On the stems of lobivia, spider mites, mealy (stem and root) bugs, scale insects and nematodes may appear. The most favorable conditions for the appearance of a spider mite, a dangerous pest of lobivia, is the presence of very low air humidity in the room. Barely visible to the naked eye, it settles between the ribs of the cactus stalks, sucking the juices. In a warm room, the tick is able to multiply very actively. It is more often noticed by its abundant cobwebs; the places damaged by it are covered with grayish-brown spots, which turn brown over time and grow, as a result of which the plant dries up. You can slow down the reproduction of spider mites by regularly spraying the plant, but it is better to try to get rid of this pest. For this purpose, you can use a fairly strong herbal preparation - an infusion of Pyrethrum roseum known to gardeners - Persian chamomile (with the addition of laundry soap); after 1-2 days it is washed off.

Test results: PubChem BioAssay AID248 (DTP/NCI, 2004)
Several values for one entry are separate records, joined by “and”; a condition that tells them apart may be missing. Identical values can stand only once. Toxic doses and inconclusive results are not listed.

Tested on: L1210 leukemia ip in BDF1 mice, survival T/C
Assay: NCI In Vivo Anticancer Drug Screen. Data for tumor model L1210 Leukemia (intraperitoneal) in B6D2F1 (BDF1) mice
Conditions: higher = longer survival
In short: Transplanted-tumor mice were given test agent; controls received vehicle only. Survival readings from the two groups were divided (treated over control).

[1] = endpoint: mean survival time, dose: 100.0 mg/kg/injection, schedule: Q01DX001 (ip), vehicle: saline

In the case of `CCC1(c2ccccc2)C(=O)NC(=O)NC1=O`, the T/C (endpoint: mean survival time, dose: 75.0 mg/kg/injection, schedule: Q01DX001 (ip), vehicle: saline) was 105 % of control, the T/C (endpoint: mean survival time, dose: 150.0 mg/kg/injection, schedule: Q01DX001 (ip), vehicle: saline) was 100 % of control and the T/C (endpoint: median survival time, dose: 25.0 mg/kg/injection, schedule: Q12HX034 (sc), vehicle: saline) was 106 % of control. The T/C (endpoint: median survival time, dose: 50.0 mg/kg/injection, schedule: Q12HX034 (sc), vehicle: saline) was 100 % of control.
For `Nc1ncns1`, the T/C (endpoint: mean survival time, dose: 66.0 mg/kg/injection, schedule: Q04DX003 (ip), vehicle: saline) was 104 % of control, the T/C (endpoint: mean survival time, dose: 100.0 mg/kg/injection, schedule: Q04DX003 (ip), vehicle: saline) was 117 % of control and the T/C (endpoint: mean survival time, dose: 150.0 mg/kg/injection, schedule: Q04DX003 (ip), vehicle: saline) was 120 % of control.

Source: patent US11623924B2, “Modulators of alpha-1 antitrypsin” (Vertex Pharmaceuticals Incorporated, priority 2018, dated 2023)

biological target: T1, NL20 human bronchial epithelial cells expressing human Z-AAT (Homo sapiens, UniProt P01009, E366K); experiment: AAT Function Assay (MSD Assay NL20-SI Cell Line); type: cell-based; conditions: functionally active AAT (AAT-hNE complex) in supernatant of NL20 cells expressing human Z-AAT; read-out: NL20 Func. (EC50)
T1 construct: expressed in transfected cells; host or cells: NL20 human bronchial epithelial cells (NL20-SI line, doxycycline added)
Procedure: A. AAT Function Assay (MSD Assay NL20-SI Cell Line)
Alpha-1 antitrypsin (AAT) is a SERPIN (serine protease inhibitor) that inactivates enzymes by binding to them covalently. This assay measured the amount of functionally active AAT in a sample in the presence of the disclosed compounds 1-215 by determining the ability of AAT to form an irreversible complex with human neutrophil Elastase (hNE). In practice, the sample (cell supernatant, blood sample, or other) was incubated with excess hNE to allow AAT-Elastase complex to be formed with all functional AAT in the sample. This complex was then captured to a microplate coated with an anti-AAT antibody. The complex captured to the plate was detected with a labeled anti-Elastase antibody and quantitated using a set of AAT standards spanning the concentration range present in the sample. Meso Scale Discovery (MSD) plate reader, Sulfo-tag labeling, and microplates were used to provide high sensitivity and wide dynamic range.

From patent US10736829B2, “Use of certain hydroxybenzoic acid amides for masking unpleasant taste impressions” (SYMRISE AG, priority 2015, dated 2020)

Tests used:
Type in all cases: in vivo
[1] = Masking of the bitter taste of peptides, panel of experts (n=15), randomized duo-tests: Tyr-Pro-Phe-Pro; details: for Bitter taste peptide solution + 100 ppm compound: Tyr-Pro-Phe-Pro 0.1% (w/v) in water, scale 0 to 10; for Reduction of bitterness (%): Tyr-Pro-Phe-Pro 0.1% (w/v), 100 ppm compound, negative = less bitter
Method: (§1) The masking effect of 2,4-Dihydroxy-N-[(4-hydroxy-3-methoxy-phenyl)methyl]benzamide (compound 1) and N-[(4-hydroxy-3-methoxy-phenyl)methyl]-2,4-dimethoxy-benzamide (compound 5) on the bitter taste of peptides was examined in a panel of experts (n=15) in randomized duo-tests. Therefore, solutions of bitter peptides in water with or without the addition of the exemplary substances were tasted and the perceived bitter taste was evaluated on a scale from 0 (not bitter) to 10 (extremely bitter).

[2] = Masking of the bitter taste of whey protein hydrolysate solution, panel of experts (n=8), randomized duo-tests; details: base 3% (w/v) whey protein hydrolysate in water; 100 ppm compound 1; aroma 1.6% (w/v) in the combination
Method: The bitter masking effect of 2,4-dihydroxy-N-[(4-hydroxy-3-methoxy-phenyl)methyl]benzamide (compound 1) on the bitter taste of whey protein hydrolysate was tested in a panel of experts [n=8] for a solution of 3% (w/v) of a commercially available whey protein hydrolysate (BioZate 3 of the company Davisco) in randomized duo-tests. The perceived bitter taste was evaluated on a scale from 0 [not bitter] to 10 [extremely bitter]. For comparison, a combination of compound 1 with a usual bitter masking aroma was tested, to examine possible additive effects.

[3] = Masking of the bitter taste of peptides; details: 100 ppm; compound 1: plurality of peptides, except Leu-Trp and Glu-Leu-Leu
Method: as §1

A solution of acaricide (for example, actellik) is also used, which is sprayed with a fine spray or applied with a brush to the damaged areas. Then after 3-4 hours the preparation is washed off with warm water. In both variants, the treatment is repeated (2 times) after 5-7 days. Sometimes it happens that with sufficiently favorable care, the plant begins to wither quickly, it seems, for no apparent (external) reason. Lobivia should be carefully removed from the soil in order to carefully examine its root system. If there are numerous swellings on the roots, this means that the cactus is damaged by a cactus nematode. At the same time, it should be noted that there are still no sufficiently effective means of combating this pest. If you have a rare or expensive specimen of lobivia, then you can try to re-graft it, while throwing away the old soil.